How the Ashley Madison hack could turn into a national security problem

(Cyberwar.news) The hack of cheating website Ashley Madison, at first blush, seems like a morality play, but on closer examination, some are concerned that the nation’s security might be at risk.

That’s because included in the lists of those exposed are a number of federal government employees – and the Pentagon, in particular, is worried that some of them may be Defense Department or intelligence community employees whose exposure could potentially lead to a compromise in national security by leaving them susceptible to blackmail.

As reported by the Los Angeles Times, the Pentagon is currently parsing through the names and sexual fantasies revealed in the Ashley Madison hack, in a bid to head off any potential problems and reduce its risk.

“A foreign spy agency now has the ability to cross-check who has a security clearance, via the OPM breach, with who was cheating on their wife via the Ashley Madison breach, and thus identify someone to target for blackmail,” Peter W. Singer, a fellow at the nonprofit New America Foundation and coauthor of the book Cybersecurity and Cyberwar, told the Times.

As noted by the Federal Times, of the 36 million members of the adultery website who were revealed via the hack, 15,000 email addresses went to federal government or military domains.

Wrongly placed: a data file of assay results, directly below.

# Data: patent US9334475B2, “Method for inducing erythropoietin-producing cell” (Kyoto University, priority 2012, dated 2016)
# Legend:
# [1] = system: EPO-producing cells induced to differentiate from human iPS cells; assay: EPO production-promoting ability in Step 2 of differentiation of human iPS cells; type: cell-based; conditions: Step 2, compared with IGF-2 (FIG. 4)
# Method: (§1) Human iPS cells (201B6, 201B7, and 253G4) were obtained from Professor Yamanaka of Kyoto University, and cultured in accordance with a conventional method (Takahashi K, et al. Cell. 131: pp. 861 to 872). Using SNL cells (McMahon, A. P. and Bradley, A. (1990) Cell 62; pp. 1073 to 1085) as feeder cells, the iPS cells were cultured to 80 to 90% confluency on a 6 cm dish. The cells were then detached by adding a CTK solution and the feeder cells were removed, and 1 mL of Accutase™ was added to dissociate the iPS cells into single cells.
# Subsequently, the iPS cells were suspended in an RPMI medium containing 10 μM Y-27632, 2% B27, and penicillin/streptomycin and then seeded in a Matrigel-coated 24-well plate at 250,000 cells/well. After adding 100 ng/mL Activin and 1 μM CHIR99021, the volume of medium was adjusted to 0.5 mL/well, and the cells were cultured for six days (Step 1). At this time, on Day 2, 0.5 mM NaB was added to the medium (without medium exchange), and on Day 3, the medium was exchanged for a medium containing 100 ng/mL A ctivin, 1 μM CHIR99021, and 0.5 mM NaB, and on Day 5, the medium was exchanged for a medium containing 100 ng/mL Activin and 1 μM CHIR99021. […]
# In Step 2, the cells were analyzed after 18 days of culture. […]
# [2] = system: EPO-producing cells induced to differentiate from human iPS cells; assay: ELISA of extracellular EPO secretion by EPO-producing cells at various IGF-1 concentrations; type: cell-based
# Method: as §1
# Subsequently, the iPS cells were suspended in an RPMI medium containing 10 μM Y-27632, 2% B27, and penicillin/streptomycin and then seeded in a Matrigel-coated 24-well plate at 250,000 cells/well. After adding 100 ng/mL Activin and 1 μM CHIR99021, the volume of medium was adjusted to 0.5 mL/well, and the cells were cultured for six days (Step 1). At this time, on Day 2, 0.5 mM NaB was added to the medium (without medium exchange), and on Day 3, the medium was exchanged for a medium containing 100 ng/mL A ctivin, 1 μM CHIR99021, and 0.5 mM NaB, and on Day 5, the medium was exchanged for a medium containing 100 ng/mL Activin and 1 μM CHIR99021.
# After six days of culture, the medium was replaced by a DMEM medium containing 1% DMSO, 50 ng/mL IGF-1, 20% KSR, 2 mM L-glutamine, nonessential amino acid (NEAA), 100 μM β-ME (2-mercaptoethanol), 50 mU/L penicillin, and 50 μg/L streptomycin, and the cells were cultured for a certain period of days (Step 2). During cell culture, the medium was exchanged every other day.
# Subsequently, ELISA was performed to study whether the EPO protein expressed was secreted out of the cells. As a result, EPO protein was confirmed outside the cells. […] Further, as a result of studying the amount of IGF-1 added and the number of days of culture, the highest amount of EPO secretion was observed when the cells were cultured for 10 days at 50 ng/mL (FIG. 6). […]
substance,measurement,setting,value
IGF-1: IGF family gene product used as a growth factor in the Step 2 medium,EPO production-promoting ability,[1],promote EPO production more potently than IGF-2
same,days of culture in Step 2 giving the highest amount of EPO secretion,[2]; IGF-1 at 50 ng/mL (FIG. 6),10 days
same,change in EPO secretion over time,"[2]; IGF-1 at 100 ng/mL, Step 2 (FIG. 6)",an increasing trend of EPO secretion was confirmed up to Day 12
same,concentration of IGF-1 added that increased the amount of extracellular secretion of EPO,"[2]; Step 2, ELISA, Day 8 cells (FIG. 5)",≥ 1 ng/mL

The unverified totals, which were posted Aug. 20 by Twitter user @t0x0pg and cited by WIRED magazine and other media outlets, include 6,788 addresses ending in “us.army.mil,” another 1,665 ending in “navy.mil,” 809 ending in “usmc.mil” and 206 in “mail.mil.”

In addition, the data dump also includes 875 .gov addresses linked to various federal agencies, including 44 addresses from the White House’s domain. The rest were state and local addresses or obviously fake.

Data experts noted that the mere presence of government email addresses does not necessarily mean the owner participated in the site’s adulterous activities; it may also mean the owner did not sign up in the first place.

“People would put whatever email address on there, and Ashley Madison wouldn’t check it,” Robert Graham, CEO of Errata Security, a cybersecurity consulting company he’s run for the past 10 years, told the Federal Times. “People could lie, and they often did lie.”

Graham added that, though functioning email addresses were not required in order to register at AshleyMadison.com, anyone truly interested in connecting with others was required to pay a membership fee. Therefore, the credit-card payment data and billing addresses – also part of the massive hack and data dump – were more reliable identifiers of specific persons.

“Most of the people that paid money used their real name,” said Graham. “That is a hard data point.”

It wasn’t clear whether the Pentagon will investigate the identities revealed in the data leak. Adultery is a punishable violation of the Uniform Code of Military Justice.

See also:

LATimes.com

DailyCaller.com

FederalTimes.com